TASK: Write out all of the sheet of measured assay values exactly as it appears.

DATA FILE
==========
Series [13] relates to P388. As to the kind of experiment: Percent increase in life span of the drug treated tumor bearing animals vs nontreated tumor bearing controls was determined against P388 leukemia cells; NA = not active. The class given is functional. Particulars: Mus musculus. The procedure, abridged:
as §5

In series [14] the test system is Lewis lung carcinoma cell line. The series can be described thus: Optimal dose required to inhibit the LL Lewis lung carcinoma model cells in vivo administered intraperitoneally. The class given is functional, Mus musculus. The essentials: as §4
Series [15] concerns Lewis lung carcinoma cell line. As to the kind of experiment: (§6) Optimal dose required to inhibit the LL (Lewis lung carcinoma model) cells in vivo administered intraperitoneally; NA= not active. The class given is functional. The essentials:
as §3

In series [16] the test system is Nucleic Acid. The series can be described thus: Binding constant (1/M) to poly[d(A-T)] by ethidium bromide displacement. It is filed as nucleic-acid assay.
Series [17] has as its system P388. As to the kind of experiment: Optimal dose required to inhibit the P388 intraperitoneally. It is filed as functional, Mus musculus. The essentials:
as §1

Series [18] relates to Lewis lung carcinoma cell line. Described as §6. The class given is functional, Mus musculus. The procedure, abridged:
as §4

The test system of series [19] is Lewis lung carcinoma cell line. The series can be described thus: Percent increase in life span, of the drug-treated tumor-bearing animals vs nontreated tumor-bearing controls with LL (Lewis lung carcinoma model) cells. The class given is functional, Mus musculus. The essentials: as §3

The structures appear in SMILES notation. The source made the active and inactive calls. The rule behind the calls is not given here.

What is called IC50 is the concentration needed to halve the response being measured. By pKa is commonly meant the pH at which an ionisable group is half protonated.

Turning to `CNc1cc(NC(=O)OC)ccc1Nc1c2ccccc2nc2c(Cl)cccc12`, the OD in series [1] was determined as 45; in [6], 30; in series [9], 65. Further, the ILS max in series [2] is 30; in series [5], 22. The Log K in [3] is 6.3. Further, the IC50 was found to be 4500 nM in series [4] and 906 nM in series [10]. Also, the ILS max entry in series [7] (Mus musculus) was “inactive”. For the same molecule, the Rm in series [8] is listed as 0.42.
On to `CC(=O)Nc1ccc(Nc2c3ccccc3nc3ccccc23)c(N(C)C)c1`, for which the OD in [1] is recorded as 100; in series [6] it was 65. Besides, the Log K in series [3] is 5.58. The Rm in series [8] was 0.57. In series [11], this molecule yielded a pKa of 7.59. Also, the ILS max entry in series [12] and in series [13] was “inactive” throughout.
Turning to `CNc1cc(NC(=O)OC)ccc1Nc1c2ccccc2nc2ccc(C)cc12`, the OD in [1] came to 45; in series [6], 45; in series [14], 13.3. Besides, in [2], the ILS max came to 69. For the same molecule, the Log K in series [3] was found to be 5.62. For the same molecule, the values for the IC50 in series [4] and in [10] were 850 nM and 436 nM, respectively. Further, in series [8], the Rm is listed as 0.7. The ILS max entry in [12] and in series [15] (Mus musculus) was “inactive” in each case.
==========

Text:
Series [13] relates to P388. As to the kind of experiment: Percent increase in life span of the drug treated tumor bearing animals vs nontreated tumor bearing controls was determined against P388 leukemia cells; NA = not active. The class given is functional. Particulars: Mus musculus. The procedure, abridged:
as §5

In series [14] the test system is Lewis lung carcinoma cell line. The series can be described thus: Optimal dose required to inhibit the LL Lewis lung carcinoma model cells in vivo administered intraperitoneally. The class given is functional, Mus musculus. The essentials: as §4
Series [15] concerns Lewis lung carcinoma cell line. As to the kind of experiment: (§6) Optimal dose required to inhibit the LL (Lewis lung carcinoma model) cells in vivo administered intraperitoneally; NA= not active. The class given is functional. The essentials:
as §3

In series [16] the test system is Nucleic Acid. The series can be described thus: Binding constant (1/M) to poly[d(A-T)] by ethidium bromide displacement. It is filed as nucleic-acid assay.
Series [17] has as its system P388. As to the kind of experiment: Optimal dose required to inhibit the P388 intraperitoneally. It is filed as functional, Mus musculus. The essentials:
as §1

Series [18] relates to Lewis lung carcinoma cell line. Described as §6. The class given is functional, Mus musculus. The procedure, abridged:
as §4

The test system of series [19] is Lewis lung carcinoma cell line. The series can be described thus: Percent increase in life span, of the drug-treated tumor-bearing animals vs nontreated tumor-bearing controls with LL (Lewis lung carcinoma model) cells. The class given is functional, Mus musculus. The essentials: as §3

The structures appear in SMILES notation. The source made the active and inactive calls. The rule behind the calls is not given here.

What is called IC50 is the concentration needed to halve the response being measured. By pKa is commonly meant the pH at which an ionisable group is half protonated.

Turning to `CNc1cc(NC(=O)OC)ccc1Nc1c2ccccc2nc2c(Cl)cccc12`, the OD in series [1] was determined as 45; in [6], 30; in series [9], 65. Further, the ILS max in series [2] is 30; in series [5], 22. The Log K in [3] is 6.3. Further, the IC50 was found to be 4500 nM in series [4] and 906 nM in series [10]. Also, the ILS max entry in series [7] (Mus musculus) was “inactive”. For the same molecule, the Rm in series [8] is listed as 0.42.
On to `CC(=O)Nc1ccc(Nc2c3ccccc3nc3ccccc23)c(N(C)C)c1`, for which the OD in [1] is recorded as 100; in series [6] it was 65. Besides, the Log K in series [3] is 5.58. The Rm in series [8] was 0.57. In series [11], this molecule yielded a pKa of 7.59. Also, the ILS max entry in series [12] and in series [13] was “inactive” throughout.
Turning to `CNc1cc(NC(=O)OC)ccc1Nc1c2ccccc2nc2ccc(C)cc12`, the OD in [1] came to 45; in series [6], 45; in series [14], 13.3. Besides, in [2], the ILS max came to 69. For the same molecule, the Log K in series [3] was found to be 5.62. For the same molecule, the values for the IC50 in series [4] and in [10] were 850 nM and 436 nM, respectively. Further, in series [8], the Rm is listed as 0.7. The ILS max entry in [12] and in series [15] (Mus musculus) was “inactive” in each case.